The UK’s decision to leave the European Union will have major economic implications for developing countries, with a cost of $3.8 billion to the economies of the world’s poorest countries in the coming year alone, experts at the Overseas Development Institute have warned.
Researchers at the UK-based think tank say the 10% devaluation of the pound since the vote to leave the EU, if sustained, and slower UK growth will hit exports from the least developed countries by an estimated $500 million. Bangladesh, Kenya, Mauritius and Fiji are expected to be hit particularly hard.
Furthermore, due to the devaluation, the value of UK remittances to recipients will be reduced by $1.4bn, with Nigeria and India hit by some $370m each, while the value of UK aid to developing countries will also fall by some $1.9bn. Similarly the value of UK aid to recipients will also be hit by 10%.
The findings have been published in a new paper by the Overseas Development Institute, ‘Brexit and development: how will developing countries be affected?’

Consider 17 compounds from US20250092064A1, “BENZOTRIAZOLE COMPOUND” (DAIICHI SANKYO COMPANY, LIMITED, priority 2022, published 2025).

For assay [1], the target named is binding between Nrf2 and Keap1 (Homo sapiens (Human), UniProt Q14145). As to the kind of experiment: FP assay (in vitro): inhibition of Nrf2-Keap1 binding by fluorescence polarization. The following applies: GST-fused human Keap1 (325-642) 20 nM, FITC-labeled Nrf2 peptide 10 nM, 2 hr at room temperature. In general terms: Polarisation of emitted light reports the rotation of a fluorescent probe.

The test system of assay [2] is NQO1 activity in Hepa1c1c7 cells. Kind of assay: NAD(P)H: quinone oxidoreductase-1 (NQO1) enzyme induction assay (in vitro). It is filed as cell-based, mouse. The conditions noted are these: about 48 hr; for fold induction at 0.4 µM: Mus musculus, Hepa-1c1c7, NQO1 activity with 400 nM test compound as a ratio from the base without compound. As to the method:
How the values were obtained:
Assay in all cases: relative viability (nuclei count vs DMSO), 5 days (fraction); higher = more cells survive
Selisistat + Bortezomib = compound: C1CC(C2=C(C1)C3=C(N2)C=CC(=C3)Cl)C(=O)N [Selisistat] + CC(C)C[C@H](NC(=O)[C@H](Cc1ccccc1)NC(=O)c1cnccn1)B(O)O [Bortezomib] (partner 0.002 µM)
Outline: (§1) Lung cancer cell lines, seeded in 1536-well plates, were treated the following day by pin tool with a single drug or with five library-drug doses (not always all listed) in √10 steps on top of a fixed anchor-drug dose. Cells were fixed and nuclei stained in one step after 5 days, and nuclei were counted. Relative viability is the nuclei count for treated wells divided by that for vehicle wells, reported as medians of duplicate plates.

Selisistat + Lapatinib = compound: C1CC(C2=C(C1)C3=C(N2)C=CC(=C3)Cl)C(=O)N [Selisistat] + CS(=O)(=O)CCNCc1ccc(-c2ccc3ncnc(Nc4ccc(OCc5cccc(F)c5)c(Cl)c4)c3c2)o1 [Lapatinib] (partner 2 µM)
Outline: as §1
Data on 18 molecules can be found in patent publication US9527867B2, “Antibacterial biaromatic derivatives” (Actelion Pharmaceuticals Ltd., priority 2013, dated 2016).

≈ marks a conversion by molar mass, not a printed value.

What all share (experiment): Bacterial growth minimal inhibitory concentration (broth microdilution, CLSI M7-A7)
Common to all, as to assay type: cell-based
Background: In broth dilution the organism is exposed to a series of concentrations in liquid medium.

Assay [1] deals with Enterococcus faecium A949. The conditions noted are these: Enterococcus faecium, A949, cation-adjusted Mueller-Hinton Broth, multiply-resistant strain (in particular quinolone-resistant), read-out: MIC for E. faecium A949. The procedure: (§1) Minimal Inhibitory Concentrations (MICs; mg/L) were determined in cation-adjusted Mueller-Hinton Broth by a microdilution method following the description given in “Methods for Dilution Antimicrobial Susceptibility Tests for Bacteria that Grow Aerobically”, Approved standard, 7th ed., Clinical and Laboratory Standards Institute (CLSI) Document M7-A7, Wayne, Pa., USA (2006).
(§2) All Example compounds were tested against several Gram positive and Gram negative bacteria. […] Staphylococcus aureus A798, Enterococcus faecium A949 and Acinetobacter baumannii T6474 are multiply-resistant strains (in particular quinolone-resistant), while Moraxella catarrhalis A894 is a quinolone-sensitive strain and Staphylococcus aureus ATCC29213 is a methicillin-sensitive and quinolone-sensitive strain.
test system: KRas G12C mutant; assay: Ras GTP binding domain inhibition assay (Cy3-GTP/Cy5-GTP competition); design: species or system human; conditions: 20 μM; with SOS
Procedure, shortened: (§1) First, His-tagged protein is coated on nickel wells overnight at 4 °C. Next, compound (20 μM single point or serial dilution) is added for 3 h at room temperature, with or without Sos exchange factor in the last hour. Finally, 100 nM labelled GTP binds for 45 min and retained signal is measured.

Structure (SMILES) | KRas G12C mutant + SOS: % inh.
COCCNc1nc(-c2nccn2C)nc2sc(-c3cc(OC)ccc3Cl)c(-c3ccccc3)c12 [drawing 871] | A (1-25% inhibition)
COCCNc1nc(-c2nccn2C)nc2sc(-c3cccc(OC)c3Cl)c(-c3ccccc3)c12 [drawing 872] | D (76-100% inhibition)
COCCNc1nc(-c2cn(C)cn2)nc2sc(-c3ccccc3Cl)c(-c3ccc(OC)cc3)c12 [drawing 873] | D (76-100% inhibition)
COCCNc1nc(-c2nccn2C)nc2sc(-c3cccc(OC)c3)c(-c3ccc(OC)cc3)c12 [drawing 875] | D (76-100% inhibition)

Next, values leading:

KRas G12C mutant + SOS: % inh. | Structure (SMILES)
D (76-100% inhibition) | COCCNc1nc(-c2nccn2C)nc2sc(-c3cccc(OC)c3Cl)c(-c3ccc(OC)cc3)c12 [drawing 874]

Dirk Willem te Velde, head of the International Economic Development Group at ODI, said: ‘Whether the UK does end up leaving the EU or not, the impact of Brexit will have major economic implications for developing countries.
‘In the short-turn, the vote to leave the EU has already led to currency and stock fluctuations which have hit emerging markets and the devaluation of the pound is likely to further affect the value of export, remittances and aid for a number of developing countries.
‘In the long run, the effects on poorer countries will depend on the trade deals the UK is now able to negotiate around the world, and when done well they could benefit poorer countries. With the right policies in place it may also be possible to mitigate some of the economic shocks already being felt after the vote to leave.’
Phyllis Papadavid, team leader on International Macroeconomics at the ODI, said: 'The scope for further risk aversion in global financial markets, stemming from the UK, raises the risk for potential volatility in emerging and developing country currencies and higher borrowing costs, both of which would be harmful for growth prospects.'
For more information or to arrange an interview with one of the report authors contact James Rush on +44 (0)7808 791265 or email [email protected]